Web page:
Is it possible to determine the displacement, speed and acceleration of someone while running, by using methods like dead reckoning, sensor fusion or other, and sensors like accelerometers, gyroscopes, magnetometers, altimeters or others?

It should be a standalone solution (no GPS or RF).

In the affirmative case what's the ballpark precision and accuracy for distances:

  • below 50cm;
  • between 100 to 400m.

And where could I get more information about that particular method?

Could an inertial measuring unit (IMU) be a good solution for this case?


1 Answer 1


Measuring velocity and displacement directly requires referencing to an external system (Galilean relativity). But it sounds like you've ruled that out. So you can only measure acceleration and rotation, which can be done with accelerometers and gyros (maybe combined into an IMU).

Displacement is the integral of velocity, and velocity is the integral of acceleration. So the displacement sensitivity depends on how long constant velocity is maintained. Integrating up the initial acceleration will give you a velocity estimate with some error \$ \sigma_V \$, but then if there is no change in velocity for a time \$ T\$, the displacement error will be \$ \sigma_D = \sigma_V T\$.

Suppose a runner starts from a standstill and accelerates to 2 m/s in the course of 1 s. (I'm not a runner, so I could be off by a factor of order unity on the numbers here.) That's about \$ 0.2 g \$. A typical accelerometer like the ADXL335 has noise of maybe 200 \$\mu g\$ over that 1 s interval. So you can estimate the velocity to about 0.1%, \$ \sigma_V \approx 2\$ mm/s. The 500 m total run length takes 250 s, so at the end, you're off by \$\sigma_D =\$ 50 cm. Shorter distances will have correspondingly lower error.

However, the accelerometer had better be on when you start your run! Otherwise you don't know your velocity and can't estimate the displacement at all.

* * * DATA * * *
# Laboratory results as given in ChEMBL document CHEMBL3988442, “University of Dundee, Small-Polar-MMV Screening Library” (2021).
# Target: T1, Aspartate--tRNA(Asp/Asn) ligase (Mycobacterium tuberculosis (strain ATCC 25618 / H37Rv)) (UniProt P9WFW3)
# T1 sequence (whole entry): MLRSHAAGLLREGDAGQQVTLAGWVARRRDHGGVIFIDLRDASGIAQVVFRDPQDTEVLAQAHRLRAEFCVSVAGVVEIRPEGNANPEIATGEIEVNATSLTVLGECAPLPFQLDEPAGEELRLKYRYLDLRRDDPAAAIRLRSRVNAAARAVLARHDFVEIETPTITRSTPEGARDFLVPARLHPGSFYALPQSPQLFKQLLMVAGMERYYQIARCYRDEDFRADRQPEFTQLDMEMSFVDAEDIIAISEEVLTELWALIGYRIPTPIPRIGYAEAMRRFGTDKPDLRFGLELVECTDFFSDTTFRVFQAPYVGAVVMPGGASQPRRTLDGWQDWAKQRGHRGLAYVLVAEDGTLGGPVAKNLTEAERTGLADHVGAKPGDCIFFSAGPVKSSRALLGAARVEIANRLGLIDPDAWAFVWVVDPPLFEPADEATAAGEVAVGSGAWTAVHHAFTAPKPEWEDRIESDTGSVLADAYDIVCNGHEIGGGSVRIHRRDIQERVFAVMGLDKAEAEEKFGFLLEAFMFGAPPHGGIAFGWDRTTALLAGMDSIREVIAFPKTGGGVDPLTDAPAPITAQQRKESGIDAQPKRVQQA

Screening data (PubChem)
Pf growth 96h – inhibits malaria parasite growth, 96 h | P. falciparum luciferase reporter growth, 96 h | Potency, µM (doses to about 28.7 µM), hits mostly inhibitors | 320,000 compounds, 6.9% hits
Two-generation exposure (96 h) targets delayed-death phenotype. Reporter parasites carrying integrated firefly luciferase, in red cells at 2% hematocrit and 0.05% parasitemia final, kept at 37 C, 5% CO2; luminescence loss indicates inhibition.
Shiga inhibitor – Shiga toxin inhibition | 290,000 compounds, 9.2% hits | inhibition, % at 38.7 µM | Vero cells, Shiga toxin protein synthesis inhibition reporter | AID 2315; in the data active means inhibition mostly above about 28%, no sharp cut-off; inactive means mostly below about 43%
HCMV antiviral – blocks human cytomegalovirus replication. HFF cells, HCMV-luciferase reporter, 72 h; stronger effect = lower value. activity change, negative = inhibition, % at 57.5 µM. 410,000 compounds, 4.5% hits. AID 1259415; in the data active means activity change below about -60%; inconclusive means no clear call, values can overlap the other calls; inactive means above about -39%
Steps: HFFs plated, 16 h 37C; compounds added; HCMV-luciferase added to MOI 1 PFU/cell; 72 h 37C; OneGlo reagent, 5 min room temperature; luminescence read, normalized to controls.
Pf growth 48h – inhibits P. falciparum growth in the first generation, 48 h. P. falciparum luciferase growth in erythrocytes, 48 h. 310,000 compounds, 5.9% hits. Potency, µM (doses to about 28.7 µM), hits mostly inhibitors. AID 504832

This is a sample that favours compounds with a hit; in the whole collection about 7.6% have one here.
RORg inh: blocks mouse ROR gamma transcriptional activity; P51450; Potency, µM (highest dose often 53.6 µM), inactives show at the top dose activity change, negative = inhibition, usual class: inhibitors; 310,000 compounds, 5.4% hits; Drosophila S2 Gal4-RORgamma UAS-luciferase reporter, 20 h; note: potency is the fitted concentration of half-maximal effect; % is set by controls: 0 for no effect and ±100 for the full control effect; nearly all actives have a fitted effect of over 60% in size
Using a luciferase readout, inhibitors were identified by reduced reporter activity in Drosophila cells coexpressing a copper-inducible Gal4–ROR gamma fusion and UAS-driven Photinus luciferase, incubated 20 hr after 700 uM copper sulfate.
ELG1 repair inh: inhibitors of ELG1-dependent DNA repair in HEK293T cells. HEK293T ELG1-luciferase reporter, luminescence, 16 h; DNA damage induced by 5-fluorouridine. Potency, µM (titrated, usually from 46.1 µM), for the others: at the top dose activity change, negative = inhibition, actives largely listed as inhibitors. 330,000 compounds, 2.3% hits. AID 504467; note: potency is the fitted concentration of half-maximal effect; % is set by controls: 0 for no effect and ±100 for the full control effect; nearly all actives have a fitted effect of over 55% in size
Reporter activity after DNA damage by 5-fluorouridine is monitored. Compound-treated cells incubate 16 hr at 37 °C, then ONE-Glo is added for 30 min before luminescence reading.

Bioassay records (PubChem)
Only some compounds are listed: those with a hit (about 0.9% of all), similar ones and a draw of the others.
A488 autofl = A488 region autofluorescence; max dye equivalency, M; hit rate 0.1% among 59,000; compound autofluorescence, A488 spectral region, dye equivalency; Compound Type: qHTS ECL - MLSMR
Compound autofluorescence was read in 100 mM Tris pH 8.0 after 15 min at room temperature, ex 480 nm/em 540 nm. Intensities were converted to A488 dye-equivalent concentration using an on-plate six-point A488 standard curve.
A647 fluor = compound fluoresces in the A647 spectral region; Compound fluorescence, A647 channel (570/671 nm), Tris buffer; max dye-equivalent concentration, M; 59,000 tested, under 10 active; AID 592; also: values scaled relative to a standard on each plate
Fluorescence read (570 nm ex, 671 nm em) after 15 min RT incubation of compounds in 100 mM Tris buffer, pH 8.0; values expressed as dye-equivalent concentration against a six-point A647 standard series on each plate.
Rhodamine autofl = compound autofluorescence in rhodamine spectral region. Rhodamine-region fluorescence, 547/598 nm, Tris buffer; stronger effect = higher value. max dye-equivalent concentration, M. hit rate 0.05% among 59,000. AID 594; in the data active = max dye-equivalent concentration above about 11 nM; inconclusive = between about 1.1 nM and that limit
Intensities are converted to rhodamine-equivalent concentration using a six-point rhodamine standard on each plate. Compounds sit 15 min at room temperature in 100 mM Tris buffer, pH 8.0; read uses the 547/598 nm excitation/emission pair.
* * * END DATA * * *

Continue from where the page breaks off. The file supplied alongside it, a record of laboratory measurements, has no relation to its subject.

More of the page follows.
• \$\begingroup\$ Do I only need an accelerometer or accuracy can be improved by combining a gyro in an IMU, before integrating aceleration? \$\endgroup\$
    – Rui Lima
    Jan 30, 2015 at 14:17
  • 1
    \$\begingroup\$ A purely accelerometer based solution will only give that sort of accuracy if the object accelerating is on a rail and the accelerometers are fixed relative to the direction of travel. In practice this isn't the case. A gyro lets you correct for changes in your accelerometer's orientation (assuming it's a 3 axis one). All of these measurements have error, which over time results in "drift" between the calculated and actual location. Military aircraft tend to have an inertial navigation system which can give reasonable accuracy over a few hours, but with COTS components you'll get a lot less. \$\endgroup\$
    – LeoR
    Jan 30, 2015 at 14:30
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    \$\begingroup\$ I think your error is optimistic: you used the velocity error for 1 s to find the displacement error for 250 s. The accelerometer doesn't care whether you're at a constant velocity or not - the noise is always present. \$\endgroup\$
    – Greg d'Eon
    Jan 31, 2015 at 0:16
  • \$\begingroup\$ @Kynit, LeoR, fair points. There are obviously several sources of error that I didn't discuss. A lot could be written on this topic - my aim was to get equidna thinking along the right lines. \$\endgroup\$ Jan 31, 2015 at 3:25
  • \$\begingroup\$ That's fine - it's pretty clear that this type of setup works, as long as accuracy isn't a huge concern \$\endgroup\$
    – Greg d'Eon
    Jan 31, 2015 at 3:31

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